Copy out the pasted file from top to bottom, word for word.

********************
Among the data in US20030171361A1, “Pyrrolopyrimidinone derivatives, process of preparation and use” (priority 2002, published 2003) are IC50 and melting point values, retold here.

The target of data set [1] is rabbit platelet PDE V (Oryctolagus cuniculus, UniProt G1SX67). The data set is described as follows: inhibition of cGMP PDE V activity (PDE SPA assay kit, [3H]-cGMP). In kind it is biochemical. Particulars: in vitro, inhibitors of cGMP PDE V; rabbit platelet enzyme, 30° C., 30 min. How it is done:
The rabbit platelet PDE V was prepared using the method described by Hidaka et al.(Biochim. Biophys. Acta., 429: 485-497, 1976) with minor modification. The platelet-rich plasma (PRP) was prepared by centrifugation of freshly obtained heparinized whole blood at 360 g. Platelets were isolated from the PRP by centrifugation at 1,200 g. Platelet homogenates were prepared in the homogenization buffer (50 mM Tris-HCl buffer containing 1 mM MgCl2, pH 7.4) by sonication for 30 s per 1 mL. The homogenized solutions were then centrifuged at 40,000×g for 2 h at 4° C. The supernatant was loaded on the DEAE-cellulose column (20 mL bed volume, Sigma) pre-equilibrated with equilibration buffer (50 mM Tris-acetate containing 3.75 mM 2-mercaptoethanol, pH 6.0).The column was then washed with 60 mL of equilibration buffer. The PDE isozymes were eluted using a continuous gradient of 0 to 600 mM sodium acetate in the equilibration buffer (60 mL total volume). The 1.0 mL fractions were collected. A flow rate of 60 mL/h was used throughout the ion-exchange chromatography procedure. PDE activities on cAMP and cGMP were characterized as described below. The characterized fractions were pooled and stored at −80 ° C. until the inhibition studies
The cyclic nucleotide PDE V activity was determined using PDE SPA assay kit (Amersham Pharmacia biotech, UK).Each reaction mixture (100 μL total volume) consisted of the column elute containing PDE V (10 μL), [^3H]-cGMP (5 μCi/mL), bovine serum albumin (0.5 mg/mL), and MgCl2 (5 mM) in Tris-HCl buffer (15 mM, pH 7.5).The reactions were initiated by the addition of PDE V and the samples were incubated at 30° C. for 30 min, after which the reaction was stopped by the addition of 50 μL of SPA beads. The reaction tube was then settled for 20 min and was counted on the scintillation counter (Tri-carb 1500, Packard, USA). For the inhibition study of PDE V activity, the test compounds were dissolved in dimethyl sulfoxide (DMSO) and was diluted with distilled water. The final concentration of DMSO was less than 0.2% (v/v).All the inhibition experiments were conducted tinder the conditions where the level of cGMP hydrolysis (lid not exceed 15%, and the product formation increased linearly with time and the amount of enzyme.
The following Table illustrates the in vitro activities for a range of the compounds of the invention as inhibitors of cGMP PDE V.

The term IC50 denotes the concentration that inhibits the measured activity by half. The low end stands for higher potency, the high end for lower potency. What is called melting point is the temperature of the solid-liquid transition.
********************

Among the data in US20030171361A1, “Pyrrolopyrimidinone derivatives, process of preparation and use” (priority 2002, published 2003) are IC50 and melting point values, retold here.

The target of data set [1] is rabbit platelet PDE V (Oryctolagus cuniculus, UniProt G1SX67). The data set is described as follows: inhibition of cGMP PDE V activity (PDE SPA assay kit, [3H]-cGMP). In kind it is biochemical. Particulars: in vitro, inhibitors of cGMP PDE V; rabbit platelet enzyme, 30° C., 30 min. How it is done:
The rabbit platelet PDE V was prepared using the method described by Hidaka et al.(Biochim. Biophys. Acta., 429: 485-497, 1976) with minor modification. The platelet-rich plasma (PRP) was prepared by centrifugation of freshly obtained heparinized whole blood at 360 g. Platelets were isolated from the PRP by centrifugation at 1,200 g. Platelet homogenates were prepared in the homogenization buffer (50 mM Tris-HCl buffer containing 1 mM MgCl2, pH 7.4) by sonication for 30 s per 1 mL. The homogenized solutions were then centrifuged at 40,000×g for 2 h at 4° C. The supernatant was loaded on the DEAE-cellulose column (20 mL bed volume, Sigma) pre-equilibrated with equilibration buffer (50 mM Tris-acetate containing 3.75 mM 2-mercaptoethanol, pH 6.0).The column was then washed with 60 mL of equilibration buffer. The PDE isozymes were eluted using a continuous gradient of 0 to 600 mM sodium acetate in the equilibration buffer (60 mL total volume). The 1.0 mL fractions were collected. A flow rate of 60 mL/h was used throughout the ion-exchange chromatography procedure. PDE activities on cAMP and cGMP were characterized as described below. The characterized fractions were pooled and stored at −80 ° C. until the inhibition studies
The cyclic nucleotide PDE V activity was determined using PDE SPA assay kit (Amersham Pharmacia biotech, UK).Each reaction mixture (100 μL total volume) consisted of the column elute containing PDE V (10 μL), [^3H]-cGMP (5 μCi/mL), bovine serum albumin (0.5 mg/mL), and MgCl2 (5 mM) in Tris-HCl buffer (15 mM, pH 7.5).The reactions were initiated by the addition of PDE V and the samples were incubated at 30° C. for 30 min, after which the reaction was stopped by the addition of 50 μL of SPA beads. The reaction tube was then settled for 20 min and was counted on the scintillation counter (Tri-carb 1500, Packard, USA). For the inhibition study of PDE V activity, the test compounds were dissolved in dimethyl sulfoxide (DMSO) and was diluted with distilled water. The final concentration of DMSO was less than 0.2% (v/v).All the inhibition experiments were conducted tinder the conditions where the level of cGMP hydrolysis (lid not exceed 15%, and the product formation increased linearly with time and the amount of enzyme.
The following Table illustrates the in vitro activities for a range of the compounds of the invention as inhibitors of cGMP PDE V.

The term IC50 denotes the concentration that inhibits the measured activity by half. The low end stands for higher potency, the high end for lower potency. What is called melting point is the temperature of the solid-liquid transition.